Mido Macia and how SA became desensitised to police brutality

The tragic death of a person as a result of police brutality enrages the citizens. The incident becomes a prevalent topic. Those whose lives were lost at the hands of the police officers are remembered, but not Mido Macia.

More than two years after his death, the case of a man who lost his life to police brutality has finally drawn to a close. This week, eight former police officers accused of the murder of Mozambican taxi driver Mido Macia were each sentenced to 15 years imprisonment. In February 2013, the 24-year-old man was arrested by police following a minor traffic infringement, handcuffed to the back of a police vehicle and dragged down the street. He was severely beaten in his cell and later died of his injuries.

Given the national and international furore around Macia’s death, I expected people to have a lot to say about the verdict. But when I went out to ask Durbanites how they felt about the conviction and sentencing of his murderers, I was shocked to find that many people were not even aware of the case.

Nosipho Msomi (21) from Umgababa wasn’t sure who Mido Macia was and said perhaps she would have known more about the case if he’d been a public figure.

“I don’t recall him or the incident. Perhaps it’s because he wasn’t popular and wasn’t South African. Otherwise, I would know who he was.”

Macia’s case was a high profile one, but it was just one of many cases of police brutality that go unnoticed each year. An analysis of statistics of police brutality in the country by City Press showed that an average of 1770 cases of police brutality are reported each year.

The Independent Police Investigative Directorate reports that 396 people were killed while in police custody between 2014 and 2015.

Police brutality is commonplace in South Africa, but the numbers have not translated into calls for a more professional police service. Instead, even gruesome cases like Macia’s, which only came to light because of video footage filmed by bystanders, are soon forgotten.

Nomkhosi Cibane (24) from Inanda told me that there is always a public outcry over incidents of police brutality, but it’s always only a matter of time before life goes on.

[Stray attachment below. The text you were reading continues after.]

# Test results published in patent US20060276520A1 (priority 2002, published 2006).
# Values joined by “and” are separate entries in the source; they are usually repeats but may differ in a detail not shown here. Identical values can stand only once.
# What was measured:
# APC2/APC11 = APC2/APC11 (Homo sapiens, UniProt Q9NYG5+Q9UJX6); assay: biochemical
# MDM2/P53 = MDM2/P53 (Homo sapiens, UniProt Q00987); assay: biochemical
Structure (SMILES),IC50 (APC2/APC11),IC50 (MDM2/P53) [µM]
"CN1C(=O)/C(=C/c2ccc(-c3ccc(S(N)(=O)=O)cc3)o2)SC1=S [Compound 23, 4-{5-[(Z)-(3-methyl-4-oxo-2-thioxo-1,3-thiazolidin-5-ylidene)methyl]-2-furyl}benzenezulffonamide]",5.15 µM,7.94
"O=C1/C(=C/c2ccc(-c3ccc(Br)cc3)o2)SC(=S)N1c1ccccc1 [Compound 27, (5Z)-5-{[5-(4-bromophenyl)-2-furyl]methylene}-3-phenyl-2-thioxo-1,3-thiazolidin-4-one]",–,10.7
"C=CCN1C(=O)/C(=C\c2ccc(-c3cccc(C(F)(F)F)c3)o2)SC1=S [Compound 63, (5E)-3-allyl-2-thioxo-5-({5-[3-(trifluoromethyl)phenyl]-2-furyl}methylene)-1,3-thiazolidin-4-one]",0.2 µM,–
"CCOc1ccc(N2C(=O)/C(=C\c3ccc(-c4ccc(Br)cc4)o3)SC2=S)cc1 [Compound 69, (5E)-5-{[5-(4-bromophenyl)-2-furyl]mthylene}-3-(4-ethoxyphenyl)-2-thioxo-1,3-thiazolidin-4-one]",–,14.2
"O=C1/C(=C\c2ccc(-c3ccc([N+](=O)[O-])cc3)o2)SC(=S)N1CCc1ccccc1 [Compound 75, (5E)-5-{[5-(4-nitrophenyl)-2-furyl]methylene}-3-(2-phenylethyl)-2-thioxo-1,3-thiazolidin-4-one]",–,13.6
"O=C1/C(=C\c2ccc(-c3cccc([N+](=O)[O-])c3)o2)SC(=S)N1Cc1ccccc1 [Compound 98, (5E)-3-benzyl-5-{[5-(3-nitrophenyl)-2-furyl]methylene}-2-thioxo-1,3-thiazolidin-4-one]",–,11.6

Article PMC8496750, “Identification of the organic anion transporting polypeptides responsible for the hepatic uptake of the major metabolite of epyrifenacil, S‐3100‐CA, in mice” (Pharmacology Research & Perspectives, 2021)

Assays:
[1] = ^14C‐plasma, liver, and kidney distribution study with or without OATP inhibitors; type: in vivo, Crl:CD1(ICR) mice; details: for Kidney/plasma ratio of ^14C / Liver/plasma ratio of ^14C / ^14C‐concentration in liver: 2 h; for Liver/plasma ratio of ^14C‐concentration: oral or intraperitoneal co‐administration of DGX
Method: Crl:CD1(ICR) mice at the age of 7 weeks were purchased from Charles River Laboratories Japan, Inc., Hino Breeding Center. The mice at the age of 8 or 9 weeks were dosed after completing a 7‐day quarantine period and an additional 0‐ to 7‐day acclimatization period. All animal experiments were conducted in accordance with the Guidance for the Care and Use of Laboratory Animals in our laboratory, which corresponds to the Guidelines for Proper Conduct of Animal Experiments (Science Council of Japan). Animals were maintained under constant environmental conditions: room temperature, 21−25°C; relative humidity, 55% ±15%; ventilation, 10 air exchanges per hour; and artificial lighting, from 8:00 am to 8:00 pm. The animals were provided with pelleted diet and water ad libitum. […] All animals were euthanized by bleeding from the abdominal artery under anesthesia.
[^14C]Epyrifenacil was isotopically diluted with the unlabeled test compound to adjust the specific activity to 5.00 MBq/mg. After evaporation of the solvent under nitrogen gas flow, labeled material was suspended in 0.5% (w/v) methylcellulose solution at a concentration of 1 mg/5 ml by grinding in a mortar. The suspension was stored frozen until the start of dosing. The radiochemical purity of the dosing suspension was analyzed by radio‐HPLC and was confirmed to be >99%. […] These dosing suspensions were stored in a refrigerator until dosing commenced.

“Police brutality has become so normal in this country that whenever someone loses their lives to the police, we grieve and mourn. But sooner than expected, we all move on and forget about everything. That is why I don’t remember who Mido was and how he died,” he said.

Mido Macia is among many others whose lives are taken by the law each year. His death garnered more media attention globally than any other person killed by police in recent years. His murderers have only just been sentenced to jail but somehow he is already forgotten.

Featured image by Ashraf Hendricks

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2 Comments

  1. Rebecca says

    Not everyone had forgotten. Having been punched by a police officer called Vertue, and laid charged with ICD, for a few years they kept calling to tell me, that nothing had been done yet: did I want to drop the case? I kept saying no, I did not want to drop it and eventually they stopped calling. This is how police brutality goes in SA.

  2. TheRealMidnite says

    Nope, not forgotten. I remember this. As someone who has experienced the “services” of these scumbags in uniform myself, I have to register surprise at the naive optimism of those who actually bothered to report this 1770 cases of “misconduct” per year, since it’s not misconduct at all. Protecting the higher and well-moneyed echelons of society by violently and indiscriminately oppressing and intimidating any member of the public that steps slightly out of line (or even sometimes just committing the crime of breathing in their direction) isn’t misconduct at all – it’s exactly the reason they exist. There simply is no logic in reporting a thug to his fellow thugs.

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